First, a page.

The entire east bay of the Fourth Street parking garage is gone, and work on the west bay of the garage is almost complete.
The parking garage had structural issues and became unsafe for use, so the city decided to build a whole new parking garage in its place, said Adam Wason, Bloomington public works director. The demolition began about four weeks ago after the city council approved the rebuilding of the parking garage in April.
Wason said he hopes the new garage will be ready by the end of 2020. People will have the same options to buy parking permits for the new Fourth Street garage as they do for other garages in the city.
The new parking garage will have about 500 parking spaces, he said. Before the renovations, the garage could accommodate 335 vehicles. It will also have Parksmart certification, which aims to reduce environmental impact.
The new garage will have electric vehicle charging stations, bike parking and lockers and compact car parking. There will be solar panels on the garage roof.
“We’re looking at this as a project that’ll have long-term benefit to the community,” Wason said.
Na Li owns Best Taste, a Chinese restaurant on West Fourth Street. She said the parking garage being closed has negatively affected the number of customers the restaurant gets.
“The customer cannot find parking, so they won’t come for dine-in,” she said.
Li estimates the business has lost about $4,000 since the garage closed. Besides losing dine-in customers, various delivery companies take a percentage from the sale. She said pick-up orders have declined because people can’t find close enough parking to pop into the restaurant for even a few minutes.
She said she looks forward to the new garage opening.
Alison McGlothlin, owner of Elan Salon in the Fountain Square Mall on West Kirkwood Avenue, said she supports more parking downtown. She said clients have always been late from time to time, but since the garage has closed, every day someone calls saying they’ll be late to their appointment because they’re circling the block looking for parking.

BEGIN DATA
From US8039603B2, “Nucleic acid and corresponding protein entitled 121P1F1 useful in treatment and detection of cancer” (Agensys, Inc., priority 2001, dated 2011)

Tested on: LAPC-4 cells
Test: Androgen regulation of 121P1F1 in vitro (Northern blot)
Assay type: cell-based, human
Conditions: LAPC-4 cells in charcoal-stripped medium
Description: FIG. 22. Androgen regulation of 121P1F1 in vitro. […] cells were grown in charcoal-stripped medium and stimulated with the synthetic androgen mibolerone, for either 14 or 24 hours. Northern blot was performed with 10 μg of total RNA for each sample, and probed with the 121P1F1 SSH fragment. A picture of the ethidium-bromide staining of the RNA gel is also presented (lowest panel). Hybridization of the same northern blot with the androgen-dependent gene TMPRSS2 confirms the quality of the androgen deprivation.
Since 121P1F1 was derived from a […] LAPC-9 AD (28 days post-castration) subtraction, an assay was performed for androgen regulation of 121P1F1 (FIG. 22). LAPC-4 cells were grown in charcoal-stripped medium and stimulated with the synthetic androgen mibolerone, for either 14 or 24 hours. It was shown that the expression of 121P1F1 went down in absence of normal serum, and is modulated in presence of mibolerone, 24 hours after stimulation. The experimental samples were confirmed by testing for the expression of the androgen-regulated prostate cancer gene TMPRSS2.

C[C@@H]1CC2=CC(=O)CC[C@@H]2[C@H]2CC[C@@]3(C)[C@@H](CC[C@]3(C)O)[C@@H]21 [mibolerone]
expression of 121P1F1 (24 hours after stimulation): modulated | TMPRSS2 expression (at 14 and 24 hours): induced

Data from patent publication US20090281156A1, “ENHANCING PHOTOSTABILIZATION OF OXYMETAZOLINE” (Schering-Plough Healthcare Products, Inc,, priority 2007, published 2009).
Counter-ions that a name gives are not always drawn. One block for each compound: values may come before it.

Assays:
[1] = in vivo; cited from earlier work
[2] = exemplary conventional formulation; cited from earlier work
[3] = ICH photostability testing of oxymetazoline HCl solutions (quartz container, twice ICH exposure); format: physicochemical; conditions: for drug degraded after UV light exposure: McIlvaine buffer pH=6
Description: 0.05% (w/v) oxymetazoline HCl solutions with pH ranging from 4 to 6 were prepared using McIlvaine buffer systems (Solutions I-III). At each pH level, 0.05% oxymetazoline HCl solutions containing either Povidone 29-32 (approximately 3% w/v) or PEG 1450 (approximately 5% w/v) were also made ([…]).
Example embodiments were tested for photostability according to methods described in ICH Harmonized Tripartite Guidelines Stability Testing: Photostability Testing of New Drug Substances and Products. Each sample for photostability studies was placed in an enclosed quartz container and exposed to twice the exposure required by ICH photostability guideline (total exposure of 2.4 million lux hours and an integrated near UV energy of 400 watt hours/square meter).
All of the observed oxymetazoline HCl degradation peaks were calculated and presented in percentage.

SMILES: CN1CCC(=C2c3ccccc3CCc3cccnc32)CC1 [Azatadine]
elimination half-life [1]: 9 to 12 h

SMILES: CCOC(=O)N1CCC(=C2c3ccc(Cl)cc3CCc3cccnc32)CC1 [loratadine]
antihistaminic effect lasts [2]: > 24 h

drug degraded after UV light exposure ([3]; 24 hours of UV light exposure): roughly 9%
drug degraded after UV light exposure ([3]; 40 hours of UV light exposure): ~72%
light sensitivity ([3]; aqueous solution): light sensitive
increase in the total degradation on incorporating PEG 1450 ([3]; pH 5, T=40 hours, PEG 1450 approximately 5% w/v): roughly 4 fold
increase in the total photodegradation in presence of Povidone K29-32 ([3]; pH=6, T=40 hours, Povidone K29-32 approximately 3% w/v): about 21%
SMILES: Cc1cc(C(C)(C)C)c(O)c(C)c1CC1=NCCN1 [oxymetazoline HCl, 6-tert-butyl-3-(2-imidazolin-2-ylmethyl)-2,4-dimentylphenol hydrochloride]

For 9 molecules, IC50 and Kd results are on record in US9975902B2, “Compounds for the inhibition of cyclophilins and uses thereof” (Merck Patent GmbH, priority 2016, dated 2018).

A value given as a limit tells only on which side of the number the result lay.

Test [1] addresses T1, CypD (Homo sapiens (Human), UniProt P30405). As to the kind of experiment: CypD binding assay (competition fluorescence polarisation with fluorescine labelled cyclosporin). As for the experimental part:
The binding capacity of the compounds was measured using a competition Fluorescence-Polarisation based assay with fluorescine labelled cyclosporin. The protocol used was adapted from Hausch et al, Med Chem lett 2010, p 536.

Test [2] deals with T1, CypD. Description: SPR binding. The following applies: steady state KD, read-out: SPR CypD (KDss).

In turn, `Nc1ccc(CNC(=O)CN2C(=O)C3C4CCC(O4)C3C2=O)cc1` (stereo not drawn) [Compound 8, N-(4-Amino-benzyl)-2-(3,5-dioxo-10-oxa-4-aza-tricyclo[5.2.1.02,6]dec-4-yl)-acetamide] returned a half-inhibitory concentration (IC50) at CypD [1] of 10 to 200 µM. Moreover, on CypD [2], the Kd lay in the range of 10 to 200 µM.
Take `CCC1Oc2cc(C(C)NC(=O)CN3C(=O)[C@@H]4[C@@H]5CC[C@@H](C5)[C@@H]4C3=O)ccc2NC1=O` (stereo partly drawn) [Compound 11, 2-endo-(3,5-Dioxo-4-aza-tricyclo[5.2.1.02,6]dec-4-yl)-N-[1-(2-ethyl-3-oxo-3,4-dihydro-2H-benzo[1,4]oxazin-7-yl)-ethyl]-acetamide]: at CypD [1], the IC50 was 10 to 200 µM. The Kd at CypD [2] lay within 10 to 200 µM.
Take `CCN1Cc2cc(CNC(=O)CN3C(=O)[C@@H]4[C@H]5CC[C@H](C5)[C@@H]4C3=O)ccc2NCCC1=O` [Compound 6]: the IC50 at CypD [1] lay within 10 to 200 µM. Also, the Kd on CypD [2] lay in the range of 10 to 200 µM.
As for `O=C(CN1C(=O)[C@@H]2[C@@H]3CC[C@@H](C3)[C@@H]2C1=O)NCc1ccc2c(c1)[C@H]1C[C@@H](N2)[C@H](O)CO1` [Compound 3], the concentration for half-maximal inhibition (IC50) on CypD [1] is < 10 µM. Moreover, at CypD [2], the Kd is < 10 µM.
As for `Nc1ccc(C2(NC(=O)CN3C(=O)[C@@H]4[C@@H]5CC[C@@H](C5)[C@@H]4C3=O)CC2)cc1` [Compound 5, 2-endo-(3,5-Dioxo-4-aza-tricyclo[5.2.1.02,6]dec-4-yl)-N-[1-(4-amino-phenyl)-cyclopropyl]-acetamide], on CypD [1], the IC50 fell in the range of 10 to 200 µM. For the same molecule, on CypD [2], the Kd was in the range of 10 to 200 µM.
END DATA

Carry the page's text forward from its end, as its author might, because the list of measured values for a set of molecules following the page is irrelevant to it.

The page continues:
“There definitely is this feel that downtown is a hassle to deal with right now because of parking,” McGlothlin said.
She said some of the salon’s older clients who only want appointments between 10 and 11 a.m. because they can find parking at that time. That way, they don’t have to walk much. Some clients don’t even want to come downtown on Saturdays. She said it wasn’t like this five years ago, and she thinks the Fourth Street garage plays a role.
“That was several hundred spots that now, those people are on the street,” she said. “Everyone’s parking further and further out.”
This also affects people who work downtown, McGlothlin said. She said workers parking on the street displaces people who want to visit the area.
McGlothlin said she would like to see bike parking in the garage. She also said businesses, housing and visitors will keep coming downtown, and they need to have parking options.
“I hope they’re building it for the future and that it will be big enough and have the amenities that people in 15 years want,” McGlothlin said.
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